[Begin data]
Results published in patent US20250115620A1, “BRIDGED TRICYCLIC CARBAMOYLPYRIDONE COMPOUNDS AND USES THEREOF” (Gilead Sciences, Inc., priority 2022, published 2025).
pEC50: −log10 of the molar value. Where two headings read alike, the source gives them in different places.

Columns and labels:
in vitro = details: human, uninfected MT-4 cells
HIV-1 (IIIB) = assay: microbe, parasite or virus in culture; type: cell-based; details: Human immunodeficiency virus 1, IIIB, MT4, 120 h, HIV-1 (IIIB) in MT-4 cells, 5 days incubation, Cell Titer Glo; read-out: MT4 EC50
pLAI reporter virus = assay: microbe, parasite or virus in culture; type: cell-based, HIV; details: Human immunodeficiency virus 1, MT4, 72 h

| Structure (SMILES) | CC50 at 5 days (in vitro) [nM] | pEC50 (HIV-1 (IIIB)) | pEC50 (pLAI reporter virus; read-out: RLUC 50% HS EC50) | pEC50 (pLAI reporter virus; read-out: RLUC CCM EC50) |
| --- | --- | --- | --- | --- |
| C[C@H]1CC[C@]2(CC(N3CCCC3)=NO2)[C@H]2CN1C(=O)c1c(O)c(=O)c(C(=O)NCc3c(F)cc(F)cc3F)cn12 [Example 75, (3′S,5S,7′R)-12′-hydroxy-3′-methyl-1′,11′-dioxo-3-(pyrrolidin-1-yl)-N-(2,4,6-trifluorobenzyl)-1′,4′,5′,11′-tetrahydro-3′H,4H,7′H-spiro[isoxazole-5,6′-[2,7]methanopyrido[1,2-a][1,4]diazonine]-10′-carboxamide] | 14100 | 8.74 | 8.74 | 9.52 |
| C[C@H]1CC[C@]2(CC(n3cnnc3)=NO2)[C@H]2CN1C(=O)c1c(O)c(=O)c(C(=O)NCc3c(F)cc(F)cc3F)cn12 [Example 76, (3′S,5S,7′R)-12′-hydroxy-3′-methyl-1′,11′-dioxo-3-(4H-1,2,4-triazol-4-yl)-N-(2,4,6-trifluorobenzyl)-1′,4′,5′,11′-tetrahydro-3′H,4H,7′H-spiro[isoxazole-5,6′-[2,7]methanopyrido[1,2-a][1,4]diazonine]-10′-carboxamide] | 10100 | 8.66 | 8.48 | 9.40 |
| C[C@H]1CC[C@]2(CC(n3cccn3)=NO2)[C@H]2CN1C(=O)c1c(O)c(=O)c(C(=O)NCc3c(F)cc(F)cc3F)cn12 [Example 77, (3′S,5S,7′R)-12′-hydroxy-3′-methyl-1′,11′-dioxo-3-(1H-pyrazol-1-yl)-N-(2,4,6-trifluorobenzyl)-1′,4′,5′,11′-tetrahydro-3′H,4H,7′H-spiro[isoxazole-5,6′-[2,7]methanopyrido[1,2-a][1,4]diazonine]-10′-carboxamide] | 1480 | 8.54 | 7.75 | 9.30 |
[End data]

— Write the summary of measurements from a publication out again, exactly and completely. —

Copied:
Results published in patent US20250115620A1, “BRIDGED TRICYCLIC CARBAMOYLPYRIDONE COMPOUNDS AND USES THEREOF” (Gilead Sciences, Inc., priority 2022, published 2025).
pEC50: −log10 of the molar value. Where two headings read alike, the source gives them in different places.

Columns and labels:
in vitro = details: human, uninfected MT-4 cells
HIV-1 (IIIB) = assay: microbe, parasite or virus in culture; type: cell-based; details: Human immunodeficiency virus 1, IIIB, MT4, 120 h, HIV-1 (IIIB) in MT-4 cells, 5 days incubation, Cell Titer Glo; read-out: MT4 EC50
pLAI reporter virus = assay: microbe, parasite or virus in culture; type: cell-based, HIV; details: Human immunodeficiency virus 1, MT4, 72 h

| Structure (SMILES) | CC50 at 5 days (in vitro) [nM] | pEC50 (HIV-1 (IIIB)) | pEC50 (pLAI reporter virus; read-out: RLUC 50% HS EC50) | pEC50 (pLAI reporter virus; read-out: RLUC CCM EC50) |
| --- | --- | --- | --- | --- |
| C[C@H]1CC[C@]2(CC(N3CCCC3)=NO2)[C@H]2CN1C(=O)c1c(O)c(=O)c(C(=O)NCc3c(F)cc(F)cc3F)cn12 [Example 75, (3′S,5S,7′R)-12′-hydroxy-3′-methyl-1′,11′-dioxo-3-(pyrrolidin-1-yl)-N-(2,4,6-trifluorobenzyl)-1′,4′,5′,11′-tetrahydro-3′H,4H,7′H-spiro[isoxazole-5,6′-[2,7]methanopyrido[1,2-a][1,4]diazonine]-10′-carboxamide] | 14100 | 8.74 | 8.74 | 9.52 |
| C[C@H]1CC[C@]2(CC(n3cnnc3)=NO2)[C@H]2CN1C(=O)c1c(O)c(=O)c(C(=O)NCc3c(F)cc(F)cc3F)cn12 [Example 76, (3′S,5S,7′R)-12′-hydroxy-3′-methyl-1′,11′-dioxo-3-(4H-1,2,4-triazol-4-yl)-N-(2,4,6-trifluorobenzyl)-1′,4′,5′,11′-tetrahydro-3′H,4H,7′H-spiro[isoxazole-5,6′-[2,7]methanopyrido[1,2-a][1,4]diazonine]-10′-carboxamide] | 10100 | 8.66 | 8.48 | 9.40 |
| C[C@H]1CC[C@]2(CC(n3cccn3)=NO2)[C@H]2CN1C(=O)c1c(O)c(=O)c(C(=O)NCc3c(F)cc(F)cc3F)cn12 [Example 77, (3′S,5S,7′R)-12′-hydroxy-3′-methyl-1′,11′-dioxo-3-(1H-pyrazol-1-yl)-N-(2,4,6-trifluorobenzyl)-1′,4′,5′,11′-tetrahydro-3′H,4H,7′H-spiro[isoxazole-5,6′-[2,7]methanopyrido[1,2-a][1,4]diazonine]-10′-carboxamide] | 1480 | 8.54 | 7.75 | 9.30 |